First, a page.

The Education and Employment of Girls in Luton, 1874-1924
Title Details

280 Pages

23.4 x 15.6 cm

27 b/w. 6 line.

Series: Publications Bedfordshire Hist Rec Soc

Series Vol. Number: 84

Imprint: Bedfordshire Historical Record Society

The Education and Employment of Girls in Luton, 1874-1924

Widening Opportunities and Lost Freedoms

by Anne Allsopp

Edited by M. G. Deacon

  • Description
  • Author
Based on the author's PhD thesis, examines the education of Luton girls and the relationship with employment opportunities
This book, based on the author's PhD thesis, examines the education of Luton girls and the relationship with employment opportunities. The acknowledged independence of spirit to be found in Luton was especially noticeable among its female population who enjoyed considerable economic power within the traditional hat-making industry.
In spite of this, there is evidence to show that girls' education was biased towards their roles as wives and mothers. However, by the early twentieth century, the effects of compulsory education and the introduction of new industries into the town meant that their status and expectations had changed.
Sunday schooling was important to children from the labouring classes and the contribution of these schools has been assessed. Specific themes include half-time schooling and the granting of labour certificates which allowed children to leave school before the statutory age.
The contribution of the home and independent organisations, the training of teachers, the character of rural schools and the introduction of technical and secondary education have also been considered. While emphasis is on the education of girls from the lower social classes, the middle classes have not been ignored.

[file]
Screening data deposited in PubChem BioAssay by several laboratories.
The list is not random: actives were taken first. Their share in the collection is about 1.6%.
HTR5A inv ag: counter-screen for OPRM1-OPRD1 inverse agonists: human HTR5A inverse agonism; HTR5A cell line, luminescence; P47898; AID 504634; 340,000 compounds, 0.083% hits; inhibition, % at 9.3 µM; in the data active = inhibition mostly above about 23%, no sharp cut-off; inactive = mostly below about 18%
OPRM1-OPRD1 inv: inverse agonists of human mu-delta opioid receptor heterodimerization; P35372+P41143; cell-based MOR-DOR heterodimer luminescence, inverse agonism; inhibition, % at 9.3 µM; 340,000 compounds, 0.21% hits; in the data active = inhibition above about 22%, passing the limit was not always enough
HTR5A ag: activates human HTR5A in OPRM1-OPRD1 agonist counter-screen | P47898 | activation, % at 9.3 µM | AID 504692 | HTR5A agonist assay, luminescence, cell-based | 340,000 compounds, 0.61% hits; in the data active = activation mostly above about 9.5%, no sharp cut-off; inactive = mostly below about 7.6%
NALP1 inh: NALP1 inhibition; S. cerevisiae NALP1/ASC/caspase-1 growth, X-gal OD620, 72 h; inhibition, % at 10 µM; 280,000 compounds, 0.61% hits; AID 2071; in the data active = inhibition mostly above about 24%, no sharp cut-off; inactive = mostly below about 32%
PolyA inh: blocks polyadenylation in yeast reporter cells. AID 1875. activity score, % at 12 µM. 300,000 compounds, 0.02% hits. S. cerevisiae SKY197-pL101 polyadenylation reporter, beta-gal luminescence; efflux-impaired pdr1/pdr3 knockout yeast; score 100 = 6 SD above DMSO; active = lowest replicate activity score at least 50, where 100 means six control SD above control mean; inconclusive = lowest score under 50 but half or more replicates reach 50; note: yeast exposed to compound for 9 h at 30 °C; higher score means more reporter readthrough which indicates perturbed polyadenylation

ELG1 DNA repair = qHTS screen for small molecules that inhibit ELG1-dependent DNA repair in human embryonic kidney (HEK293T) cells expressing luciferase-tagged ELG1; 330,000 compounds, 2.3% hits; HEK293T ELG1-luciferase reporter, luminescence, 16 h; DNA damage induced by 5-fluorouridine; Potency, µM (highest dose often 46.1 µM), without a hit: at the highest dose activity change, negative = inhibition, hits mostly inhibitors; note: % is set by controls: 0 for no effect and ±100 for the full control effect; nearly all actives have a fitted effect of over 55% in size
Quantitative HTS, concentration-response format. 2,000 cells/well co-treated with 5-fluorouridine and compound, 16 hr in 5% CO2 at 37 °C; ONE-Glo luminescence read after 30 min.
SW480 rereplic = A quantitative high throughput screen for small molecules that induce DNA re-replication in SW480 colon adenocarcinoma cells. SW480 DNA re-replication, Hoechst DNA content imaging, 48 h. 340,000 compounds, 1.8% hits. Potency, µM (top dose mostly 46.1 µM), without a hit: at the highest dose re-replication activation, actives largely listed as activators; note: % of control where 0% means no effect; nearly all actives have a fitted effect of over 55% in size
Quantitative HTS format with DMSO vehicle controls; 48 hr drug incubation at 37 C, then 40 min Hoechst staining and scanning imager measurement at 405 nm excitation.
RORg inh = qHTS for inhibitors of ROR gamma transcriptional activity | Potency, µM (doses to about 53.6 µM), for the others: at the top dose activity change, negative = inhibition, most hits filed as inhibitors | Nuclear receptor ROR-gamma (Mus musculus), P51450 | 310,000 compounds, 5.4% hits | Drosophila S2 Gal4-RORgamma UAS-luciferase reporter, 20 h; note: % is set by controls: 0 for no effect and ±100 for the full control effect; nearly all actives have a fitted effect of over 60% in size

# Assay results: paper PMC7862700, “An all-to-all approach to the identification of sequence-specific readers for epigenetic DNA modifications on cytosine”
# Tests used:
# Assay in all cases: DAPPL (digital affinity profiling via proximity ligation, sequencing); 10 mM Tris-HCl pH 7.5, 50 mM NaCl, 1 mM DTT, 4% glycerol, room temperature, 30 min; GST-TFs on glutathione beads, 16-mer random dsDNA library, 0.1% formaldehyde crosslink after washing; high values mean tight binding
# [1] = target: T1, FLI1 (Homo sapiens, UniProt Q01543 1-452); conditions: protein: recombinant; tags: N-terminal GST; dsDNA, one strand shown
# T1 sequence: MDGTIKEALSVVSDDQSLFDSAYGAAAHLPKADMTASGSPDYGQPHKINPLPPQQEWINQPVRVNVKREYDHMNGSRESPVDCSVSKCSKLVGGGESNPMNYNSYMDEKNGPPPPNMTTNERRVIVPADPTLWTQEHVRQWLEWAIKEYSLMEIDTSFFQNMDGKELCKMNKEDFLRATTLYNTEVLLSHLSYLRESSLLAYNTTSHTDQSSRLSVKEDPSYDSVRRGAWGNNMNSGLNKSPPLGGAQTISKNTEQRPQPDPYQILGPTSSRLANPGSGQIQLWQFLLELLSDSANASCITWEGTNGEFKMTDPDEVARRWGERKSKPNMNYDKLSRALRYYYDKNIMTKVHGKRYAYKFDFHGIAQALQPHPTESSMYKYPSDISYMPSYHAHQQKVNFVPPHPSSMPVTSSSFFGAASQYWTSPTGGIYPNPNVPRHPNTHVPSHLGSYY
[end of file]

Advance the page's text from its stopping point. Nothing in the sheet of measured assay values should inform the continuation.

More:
Dr Anne Allsopp was born in Luton and attended Luton High School for Girls. She taught in local schools before gaining an MA and PhD at the London Institute of Education. She has published a history of Luton and an account of Luton High School and the Technical School. Her particular historical interest is the lives of ordinary people.

Martin Deacon joined Bedfordshire County Council as a records management assistant in 1990, qualifying as an archivist in 1994. He joined Buckinghamshire Archives on a temporary contract in 2018 cataloguing the Buckinghamshire Archaeological Society collection.

Ebook (EPDF)

9781800107717

September 2005

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Title Details

280 Pages

2.34 x 1.56 cm

27 b/w. 6 line.

Series: Publications Bedfordshire Hist Rec Soc

Series Vol. Number: 84

Imprint: Bedfordshire Historical Record Society